Anna wrote from Morton. She wrote to Puddle, but now Stephen took those letters and read them. The agent had enlisted and so had the bailiff Old Mr. Percival, agent in Sir Philip’s lifetime, had come back to help with Morton. Jim the groom, who had stayed on under the coachman after Raftery’s death, was now talking of going; he wanted to get into the cavalry, of course, and Anna was using her influence for him. Six of the gardeners had joined up already, but Hopkins was past the prescribed age limit; he must do his small bit by looking after his grape vines — the grapes would be sent to the wounded in London. There were now no men-servants left in the house, and the home farm was short of a couple of hands. Anna wrote that she was proud of her people, and intended to pay those who had enlisted half wages. They would fight for England, but she could not help feeling that in a way they would be fighting for Morton. She had offered Morton to the Red Cross at once, and they had promised to send her convalescent cases. It was rather isolated for a hospital, it seemed, but would be just the place for convalescents. The Vicar was going as an army chaplain; Violet’s husband, Alec, had joined the Flying Corps; Roger Antrim was somewhere in France already; Colonel Antrim had a job at the barracks in Worcester.
Came an angry scrawl from Jonathan Brockett, who had rushed back to England post-haste from the States: ‘Did you ever know anything quite so stupid as this war? It’s upset my apple-cart completely — can’t write jingo plays about St. George and the dragon, and I’m sick to death of “Business as usual!” Ain’t going to be no business, my dear, except killing, and blood always makes me feel faint.’ Then the postscript: ‘I’ve just been and gone and done it! Please send me tuck-boxes when I’m sitting in a trench; I like caramel creams and of course mixed biscuits.’ Yes, even Jonathan Brockett would go — it was fine in a way that he should have enlisted.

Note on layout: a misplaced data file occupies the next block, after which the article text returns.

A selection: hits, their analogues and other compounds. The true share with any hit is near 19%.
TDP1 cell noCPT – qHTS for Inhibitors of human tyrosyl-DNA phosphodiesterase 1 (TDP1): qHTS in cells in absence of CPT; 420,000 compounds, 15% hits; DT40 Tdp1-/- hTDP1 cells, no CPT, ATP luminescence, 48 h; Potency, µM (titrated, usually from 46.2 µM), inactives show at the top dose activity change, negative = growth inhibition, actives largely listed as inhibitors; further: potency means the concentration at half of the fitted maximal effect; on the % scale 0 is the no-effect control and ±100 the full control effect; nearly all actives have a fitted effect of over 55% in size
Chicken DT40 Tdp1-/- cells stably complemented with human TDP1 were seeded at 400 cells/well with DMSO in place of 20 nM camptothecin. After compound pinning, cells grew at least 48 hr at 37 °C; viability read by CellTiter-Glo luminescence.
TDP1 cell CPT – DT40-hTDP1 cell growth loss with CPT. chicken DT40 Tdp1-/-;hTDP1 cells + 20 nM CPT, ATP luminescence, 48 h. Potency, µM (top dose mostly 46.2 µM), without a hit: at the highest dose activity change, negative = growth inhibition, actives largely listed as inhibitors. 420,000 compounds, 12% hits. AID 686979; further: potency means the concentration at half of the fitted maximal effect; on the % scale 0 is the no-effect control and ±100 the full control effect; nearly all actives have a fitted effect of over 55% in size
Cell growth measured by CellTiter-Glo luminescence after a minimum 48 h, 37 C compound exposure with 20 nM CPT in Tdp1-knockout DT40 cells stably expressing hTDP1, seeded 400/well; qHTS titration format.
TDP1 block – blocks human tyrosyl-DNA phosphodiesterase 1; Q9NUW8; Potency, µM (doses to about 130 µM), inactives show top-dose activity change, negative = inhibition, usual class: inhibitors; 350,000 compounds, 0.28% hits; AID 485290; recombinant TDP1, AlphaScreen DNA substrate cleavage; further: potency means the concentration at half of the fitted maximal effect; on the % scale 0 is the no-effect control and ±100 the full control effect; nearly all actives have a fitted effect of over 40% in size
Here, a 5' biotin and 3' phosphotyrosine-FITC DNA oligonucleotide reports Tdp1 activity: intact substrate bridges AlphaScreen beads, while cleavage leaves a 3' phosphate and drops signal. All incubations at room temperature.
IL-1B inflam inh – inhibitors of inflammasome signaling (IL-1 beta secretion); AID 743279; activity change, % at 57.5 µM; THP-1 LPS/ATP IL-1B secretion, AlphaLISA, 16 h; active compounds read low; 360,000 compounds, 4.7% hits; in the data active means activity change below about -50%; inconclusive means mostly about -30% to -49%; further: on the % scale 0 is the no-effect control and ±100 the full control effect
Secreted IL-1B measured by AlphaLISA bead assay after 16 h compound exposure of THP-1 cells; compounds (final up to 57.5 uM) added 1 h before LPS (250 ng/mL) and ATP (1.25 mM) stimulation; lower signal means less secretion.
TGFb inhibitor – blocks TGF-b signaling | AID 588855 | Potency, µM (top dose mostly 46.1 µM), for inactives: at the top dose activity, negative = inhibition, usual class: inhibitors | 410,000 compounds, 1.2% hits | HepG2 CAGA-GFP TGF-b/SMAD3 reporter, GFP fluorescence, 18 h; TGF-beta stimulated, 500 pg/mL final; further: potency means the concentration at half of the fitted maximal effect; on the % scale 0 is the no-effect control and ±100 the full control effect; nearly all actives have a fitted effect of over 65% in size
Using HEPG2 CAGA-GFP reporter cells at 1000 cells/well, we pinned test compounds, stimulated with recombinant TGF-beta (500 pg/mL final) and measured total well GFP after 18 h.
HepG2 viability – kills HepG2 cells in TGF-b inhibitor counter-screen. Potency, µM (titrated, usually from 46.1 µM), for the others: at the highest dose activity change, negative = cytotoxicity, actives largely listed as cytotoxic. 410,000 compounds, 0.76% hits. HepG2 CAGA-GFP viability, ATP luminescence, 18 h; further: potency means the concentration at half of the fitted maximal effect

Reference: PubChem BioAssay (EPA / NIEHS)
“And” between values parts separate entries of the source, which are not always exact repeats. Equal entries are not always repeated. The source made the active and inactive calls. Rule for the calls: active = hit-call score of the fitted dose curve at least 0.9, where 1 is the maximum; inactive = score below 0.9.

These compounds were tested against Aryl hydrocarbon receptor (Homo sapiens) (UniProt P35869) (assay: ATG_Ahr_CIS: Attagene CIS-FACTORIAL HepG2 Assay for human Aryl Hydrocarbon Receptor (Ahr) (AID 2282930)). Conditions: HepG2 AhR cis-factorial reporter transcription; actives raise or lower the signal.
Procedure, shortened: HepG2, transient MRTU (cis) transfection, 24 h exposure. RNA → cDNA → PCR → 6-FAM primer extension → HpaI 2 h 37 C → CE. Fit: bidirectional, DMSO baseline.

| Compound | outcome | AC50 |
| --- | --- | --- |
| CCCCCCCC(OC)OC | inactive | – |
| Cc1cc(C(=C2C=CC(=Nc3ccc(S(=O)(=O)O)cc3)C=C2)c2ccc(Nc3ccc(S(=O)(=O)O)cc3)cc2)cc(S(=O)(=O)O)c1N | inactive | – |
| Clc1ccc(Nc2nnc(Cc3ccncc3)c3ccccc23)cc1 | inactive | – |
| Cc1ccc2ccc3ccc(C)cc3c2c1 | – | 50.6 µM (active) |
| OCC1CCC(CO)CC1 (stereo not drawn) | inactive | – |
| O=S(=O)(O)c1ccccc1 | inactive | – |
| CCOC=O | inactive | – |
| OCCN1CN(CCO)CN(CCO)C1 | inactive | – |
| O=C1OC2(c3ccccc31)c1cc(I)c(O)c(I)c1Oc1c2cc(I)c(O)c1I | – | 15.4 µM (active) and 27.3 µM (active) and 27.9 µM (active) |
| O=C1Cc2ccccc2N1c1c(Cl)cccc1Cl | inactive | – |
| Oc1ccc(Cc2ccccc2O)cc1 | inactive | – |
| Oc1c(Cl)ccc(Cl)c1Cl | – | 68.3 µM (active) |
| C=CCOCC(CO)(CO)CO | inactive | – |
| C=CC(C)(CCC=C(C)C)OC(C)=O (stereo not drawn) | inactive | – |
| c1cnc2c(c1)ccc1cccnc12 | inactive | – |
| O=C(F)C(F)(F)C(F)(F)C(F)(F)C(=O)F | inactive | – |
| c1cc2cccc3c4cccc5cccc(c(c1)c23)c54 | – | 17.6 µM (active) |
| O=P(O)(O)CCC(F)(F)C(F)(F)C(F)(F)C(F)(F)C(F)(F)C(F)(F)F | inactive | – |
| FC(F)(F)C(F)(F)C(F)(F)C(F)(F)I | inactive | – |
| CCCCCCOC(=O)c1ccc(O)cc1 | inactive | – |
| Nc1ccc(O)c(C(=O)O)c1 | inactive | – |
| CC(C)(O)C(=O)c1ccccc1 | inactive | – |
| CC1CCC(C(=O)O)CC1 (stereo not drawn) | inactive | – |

Morton was pouring out its young men, who in their turn might pour out their life-blood for Morton. The agent, the bailiff; in training already. Jim the groom, inarticulate, rather stupid, but wanting to join the cavalry — Jim who had been at Morton since boyhood. The gardeners, kindly men smelling of soil, men of peace with a peaceful occupation; six of these gardeners had gone already, together with a couple of lads from the home farm. There were no men servants left in the house. It seemed that the old traditions still held, the traditions of England, the traditions of Morton.
The Vicar would soon play a sterner game than cricket, while Alec must put away his law books and take unto himself a pair of wings — funny to associate wings with Alec. Colonel Antrim had hastily got into khaki, and was cursing and swearing, no doubt, at the barracks. And Roger — Roger was somewhere in France already, justifying his manhood. Roger Antrim, who had been so intolerably proud of that manhood — well, now he would get a chance to prove it!
But Jonathan Brockett, with the soft white hands, and the foolish gestures, and the high little laugh — even he could justify his existence, for they had not refused ‘him when he went to enlist. Stephen had never thought to feel envious of a man like Jonathan Brockett.